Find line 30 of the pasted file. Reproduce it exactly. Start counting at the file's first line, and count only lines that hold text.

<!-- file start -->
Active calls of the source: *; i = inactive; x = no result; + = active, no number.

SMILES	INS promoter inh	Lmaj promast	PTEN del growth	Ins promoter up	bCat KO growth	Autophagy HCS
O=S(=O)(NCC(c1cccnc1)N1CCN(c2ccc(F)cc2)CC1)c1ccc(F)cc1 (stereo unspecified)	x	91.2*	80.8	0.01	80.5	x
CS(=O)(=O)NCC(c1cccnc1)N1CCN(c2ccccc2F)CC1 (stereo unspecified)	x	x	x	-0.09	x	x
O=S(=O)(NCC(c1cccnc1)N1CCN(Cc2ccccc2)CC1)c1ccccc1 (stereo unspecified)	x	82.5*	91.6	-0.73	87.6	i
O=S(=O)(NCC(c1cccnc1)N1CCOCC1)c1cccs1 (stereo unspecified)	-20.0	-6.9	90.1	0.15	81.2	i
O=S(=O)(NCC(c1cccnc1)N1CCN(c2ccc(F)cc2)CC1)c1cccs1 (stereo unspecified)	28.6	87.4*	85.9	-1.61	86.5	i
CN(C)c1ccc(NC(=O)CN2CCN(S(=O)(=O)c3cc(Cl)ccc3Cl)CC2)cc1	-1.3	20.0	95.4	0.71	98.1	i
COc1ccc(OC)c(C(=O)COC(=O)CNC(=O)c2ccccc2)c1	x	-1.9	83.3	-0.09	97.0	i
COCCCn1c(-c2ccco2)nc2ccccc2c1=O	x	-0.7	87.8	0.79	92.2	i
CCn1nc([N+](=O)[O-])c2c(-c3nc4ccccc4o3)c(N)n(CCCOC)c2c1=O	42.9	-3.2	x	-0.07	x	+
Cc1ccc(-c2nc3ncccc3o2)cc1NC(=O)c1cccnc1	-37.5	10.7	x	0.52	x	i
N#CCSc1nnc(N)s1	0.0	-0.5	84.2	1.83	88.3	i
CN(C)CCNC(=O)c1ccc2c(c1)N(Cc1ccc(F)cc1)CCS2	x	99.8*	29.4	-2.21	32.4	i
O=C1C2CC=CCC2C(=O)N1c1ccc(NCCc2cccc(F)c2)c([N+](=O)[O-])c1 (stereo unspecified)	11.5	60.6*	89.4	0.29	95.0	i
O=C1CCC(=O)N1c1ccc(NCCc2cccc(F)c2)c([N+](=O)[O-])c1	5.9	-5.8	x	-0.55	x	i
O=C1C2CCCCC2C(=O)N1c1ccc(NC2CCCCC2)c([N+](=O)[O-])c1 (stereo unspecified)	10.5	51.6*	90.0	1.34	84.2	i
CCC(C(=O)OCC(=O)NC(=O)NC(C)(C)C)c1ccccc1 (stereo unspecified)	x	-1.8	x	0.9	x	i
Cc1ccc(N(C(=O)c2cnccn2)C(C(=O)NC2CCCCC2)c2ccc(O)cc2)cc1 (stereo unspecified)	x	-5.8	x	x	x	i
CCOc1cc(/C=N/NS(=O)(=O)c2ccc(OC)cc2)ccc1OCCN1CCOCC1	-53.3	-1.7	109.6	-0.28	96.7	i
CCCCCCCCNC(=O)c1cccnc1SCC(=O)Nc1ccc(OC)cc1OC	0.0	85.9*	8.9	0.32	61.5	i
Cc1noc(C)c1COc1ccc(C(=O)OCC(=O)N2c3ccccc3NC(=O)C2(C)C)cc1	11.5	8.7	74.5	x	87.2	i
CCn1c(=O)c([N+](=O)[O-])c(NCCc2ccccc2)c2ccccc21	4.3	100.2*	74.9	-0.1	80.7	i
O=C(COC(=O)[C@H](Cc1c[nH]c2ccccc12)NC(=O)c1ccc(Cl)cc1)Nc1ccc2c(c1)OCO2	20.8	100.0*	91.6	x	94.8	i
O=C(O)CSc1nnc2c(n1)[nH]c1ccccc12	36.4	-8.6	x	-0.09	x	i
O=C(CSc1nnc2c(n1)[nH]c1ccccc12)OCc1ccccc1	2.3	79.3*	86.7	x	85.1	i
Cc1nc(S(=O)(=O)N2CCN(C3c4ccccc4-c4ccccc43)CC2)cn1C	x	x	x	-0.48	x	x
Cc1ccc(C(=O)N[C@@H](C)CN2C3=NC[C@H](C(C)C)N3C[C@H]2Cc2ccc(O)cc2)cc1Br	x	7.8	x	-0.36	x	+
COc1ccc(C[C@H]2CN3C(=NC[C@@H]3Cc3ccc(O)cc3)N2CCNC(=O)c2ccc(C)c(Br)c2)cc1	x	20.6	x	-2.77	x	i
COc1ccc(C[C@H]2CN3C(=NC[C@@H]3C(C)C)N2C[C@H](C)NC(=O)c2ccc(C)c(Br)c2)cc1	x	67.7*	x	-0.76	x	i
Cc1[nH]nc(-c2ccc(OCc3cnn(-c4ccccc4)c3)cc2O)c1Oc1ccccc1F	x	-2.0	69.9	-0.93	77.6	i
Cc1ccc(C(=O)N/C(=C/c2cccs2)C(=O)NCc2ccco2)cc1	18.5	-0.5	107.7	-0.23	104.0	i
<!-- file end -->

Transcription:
COc1ccc(C[C@H]2CN3C(=NC[C@@H]3C(C)C)N2C[C@H](C)NC(=O)c2ccc(C)c(Br)c2)cc1	x	67.7*	x	-0.76	x	i